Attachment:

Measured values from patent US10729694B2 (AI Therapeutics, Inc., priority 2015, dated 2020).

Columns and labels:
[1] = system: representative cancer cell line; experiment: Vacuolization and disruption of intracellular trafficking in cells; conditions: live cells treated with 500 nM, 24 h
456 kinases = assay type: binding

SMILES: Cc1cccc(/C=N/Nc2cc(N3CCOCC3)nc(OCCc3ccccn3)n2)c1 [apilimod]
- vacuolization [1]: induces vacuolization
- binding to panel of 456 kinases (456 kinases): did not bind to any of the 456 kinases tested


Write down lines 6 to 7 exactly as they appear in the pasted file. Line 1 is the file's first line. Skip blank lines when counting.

- vacuolization [1]: induces vacuolization
- binding to panel of 456 kinases (456 kinases): did not bind to any of the 456 kinases tested